Here’s the difference between having a dream and following a dream – when you actively begin to hunt it down, its damn hard work to stay positive during the whole drawn out, rollercoaster of an experience.
For as long as I can recall, I have wanted to be a writer. As a child I loved losing myself in the written word, painting a picture via paragraphs and sentences and letting my imagination happily drift along were the things I treasured most.
I remember once telling my beloved Pop, when I was about 8, that I was going to be an author when I grew up. He scoffed, “You’ll never make any money doing that. You don’t want to be broke the rest of your life do you?” Harsh as that sounds, I know it was coming from a place of love. You see my hard-working Pop started with nothing, living in a mud-thatched hut, only to have five houses to his name by the time he lost his battle with skin cancer in 2005. He knew the value of money, because he understood too well the bitterness of being broke.
Recently it’s become clear to me that my current hiatus from the paid working world is going to have to come to a halt. Sure, people throw in their well-paid gigs in order to go realise their greatest employment goals all the time. But the reality is when you are jointly responsible for having a family to feed, bills to pay and a roof to keep over your head, suddenly the six months of “finding my writing voice” feels like a luxury I can no longer afford to grant myself.
But, as the husband was quick to point out, all is not lost on this front. Not only will I have to be more creative about how I go about the process, but also a bit more structured and determined too. Alongside my roles of wife, mother and seemingly single-handedly running every facet of this house if I am serious about this dream, then I should still be able to see it come to fruition.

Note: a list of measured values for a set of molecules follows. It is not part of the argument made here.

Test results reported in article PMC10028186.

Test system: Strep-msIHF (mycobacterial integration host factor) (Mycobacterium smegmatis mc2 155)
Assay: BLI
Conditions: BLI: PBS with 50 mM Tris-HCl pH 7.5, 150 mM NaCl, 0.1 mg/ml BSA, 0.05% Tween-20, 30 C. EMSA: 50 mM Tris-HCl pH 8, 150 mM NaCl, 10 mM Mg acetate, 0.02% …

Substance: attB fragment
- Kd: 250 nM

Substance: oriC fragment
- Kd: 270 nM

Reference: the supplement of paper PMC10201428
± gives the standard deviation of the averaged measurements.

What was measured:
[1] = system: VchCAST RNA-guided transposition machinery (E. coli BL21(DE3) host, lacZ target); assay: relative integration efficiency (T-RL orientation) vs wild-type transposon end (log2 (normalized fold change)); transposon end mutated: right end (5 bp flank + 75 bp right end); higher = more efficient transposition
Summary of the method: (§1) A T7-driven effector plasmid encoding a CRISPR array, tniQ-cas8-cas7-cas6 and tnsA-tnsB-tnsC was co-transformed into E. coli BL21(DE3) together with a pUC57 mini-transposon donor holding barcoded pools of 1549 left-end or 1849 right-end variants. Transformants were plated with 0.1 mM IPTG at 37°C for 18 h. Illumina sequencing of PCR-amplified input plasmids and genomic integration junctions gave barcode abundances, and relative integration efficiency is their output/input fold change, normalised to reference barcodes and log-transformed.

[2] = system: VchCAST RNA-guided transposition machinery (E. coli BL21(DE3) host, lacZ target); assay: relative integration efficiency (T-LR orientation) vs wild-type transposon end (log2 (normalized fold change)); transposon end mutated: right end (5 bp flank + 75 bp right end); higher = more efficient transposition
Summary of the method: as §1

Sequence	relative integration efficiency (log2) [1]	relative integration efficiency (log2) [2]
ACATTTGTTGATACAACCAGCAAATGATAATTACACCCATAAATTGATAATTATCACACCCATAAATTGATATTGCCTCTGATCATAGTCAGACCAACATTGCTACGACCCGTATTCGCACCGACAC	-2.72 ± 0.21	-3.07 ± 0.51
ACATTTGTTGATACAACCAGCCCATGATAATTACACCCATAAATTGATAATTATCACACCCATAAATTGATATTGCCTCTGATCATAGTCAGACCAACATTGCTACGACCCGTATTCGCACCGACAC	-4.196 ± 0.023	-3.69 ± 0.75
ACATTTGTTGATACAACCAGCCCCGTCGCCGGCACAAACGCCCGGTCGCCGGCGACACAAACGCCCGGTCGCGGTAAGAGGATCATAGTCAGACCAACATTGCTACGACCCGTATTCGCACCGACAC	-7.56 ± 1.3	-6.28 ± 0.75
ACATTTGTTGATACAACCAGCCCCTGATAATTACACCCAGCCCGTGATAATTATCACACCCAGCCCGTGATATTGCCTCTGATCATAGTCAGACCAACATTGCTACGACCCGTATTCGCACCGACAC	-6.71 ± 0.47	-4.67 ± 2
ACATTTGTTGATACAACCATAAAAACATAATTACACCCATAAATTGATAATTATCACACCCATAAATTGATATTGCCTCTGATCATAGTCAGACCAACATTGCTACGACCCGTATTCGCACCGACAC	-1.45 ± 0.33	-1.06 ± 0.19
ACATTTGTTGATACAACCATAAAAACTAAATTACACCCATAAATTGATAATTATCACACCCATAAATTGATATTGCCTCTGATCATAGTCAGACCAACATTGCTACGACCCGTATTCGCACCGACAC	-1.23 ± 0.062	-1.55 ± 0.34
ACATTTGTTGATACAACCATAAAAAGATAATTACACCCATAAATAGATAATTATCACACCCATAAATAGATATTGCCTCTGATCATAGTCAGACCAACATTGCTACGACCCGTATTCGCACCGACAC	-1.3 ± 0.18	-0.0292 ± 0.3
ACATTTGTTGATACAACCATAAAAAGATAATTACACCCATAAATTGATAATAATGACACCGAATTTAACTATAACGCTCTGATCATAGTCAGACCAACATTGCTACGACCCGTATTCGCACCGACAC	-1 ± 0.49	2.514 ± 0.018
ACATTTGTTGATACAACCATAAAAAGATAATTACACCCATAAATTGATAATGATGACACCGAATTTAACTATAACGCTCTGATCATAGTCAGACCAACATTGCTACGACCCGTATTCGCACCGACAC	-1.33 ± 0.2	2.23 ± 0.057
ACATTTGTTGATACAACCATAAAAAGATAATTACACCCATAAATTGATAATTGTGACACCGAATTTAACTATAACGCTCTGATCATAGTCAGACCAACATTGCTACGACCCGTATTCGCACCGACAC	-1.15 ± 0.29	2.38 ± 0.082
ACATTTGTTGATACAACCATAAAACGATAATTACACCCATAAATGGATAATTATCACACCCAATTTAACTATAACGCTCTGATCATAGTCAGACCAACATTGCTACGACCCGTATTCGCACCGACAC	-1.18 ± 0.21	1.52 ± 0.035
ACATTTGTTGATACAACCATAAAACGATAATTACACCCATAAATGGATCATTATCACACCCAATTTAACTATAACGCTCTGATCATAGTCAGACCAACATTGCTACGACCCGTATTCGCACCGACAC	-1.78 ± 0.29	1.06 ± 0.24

This is where the crisis of confidence crossroads kicks in. Am I kidding myself that I am actually cut out for this quest? My husband, who has accomplished great things in the career I covet most, is quick to tell me it’s a cut-throat industry, the paid writing world. You need a thick skin to survive it. And sadly, more often than not my skin is paper thin.
The doubts are creeping in faster than the complaints on carbon tax. “Maybe you aren’t as special as you think… maybe you have been kidding yourself all these years that you have something to offer to the world in this field”. And I don’t say these things with the intention or hook of fishing for compliments. They are very real concerns of mine as I wrestle with the reality of trying to achieve this dream.
Confronting these demons the past few days has left me reeling – for so long I have nurtured the knowledge close to my heart that writing is my gift. It’s the one thing I can stand back and be proud of. The one thing that I can wrap my arms around and be secure in the knowledge it’s what can set me apart.
Now I fear that because I am leaving this run towards my ultimate career goal so late, perhaps the train to triumph has long ago left town. Have I blown my chance? Is there such a thing as a second shot at your dream later in life? Oh how I sometimes want to slap that 17-year-old self, so homesick, so lovesick, so naïve that she stepped away from the cusp of a dream. She made her life so much harder, career-wise, 15 years on. The only blessing I can comfort myself with is that without that massive mistake it may not have led her, years later, to The Husband. And hands down he is worth making that error in judgement.
As Oprah wisely orates, if you don’t do something that you love, a little part of you dies every day. And I am scared as hell that will ring true for yours truly. She also acknowledges it is the courageous ones who fought to realise their dreams who enjoy the tastiest success. At my core, I know it’s what matters to me. To be a writer. To see my name emblazoned on to a book that is of my own making, or attached to the by-line of an article I’ve painstakingly researched and written.
And with that in mind I shall soldier on with the battle that has been both the bane and beauty of my existence for many years now. Some days I’ll approach it with my sword held high and on others be found cowering behind my shield. No doubt chasing down this dream will at times challenge, frustrate, demoralise and deplete me. But I assume (I HOPE!) that if I persevere with the process of pursuing it, with whatever snippets of time I can dedicate to it, it will be much more worthwhile once realised.
So if you could kindly pass me my armour, I’ll ready myself for war once more.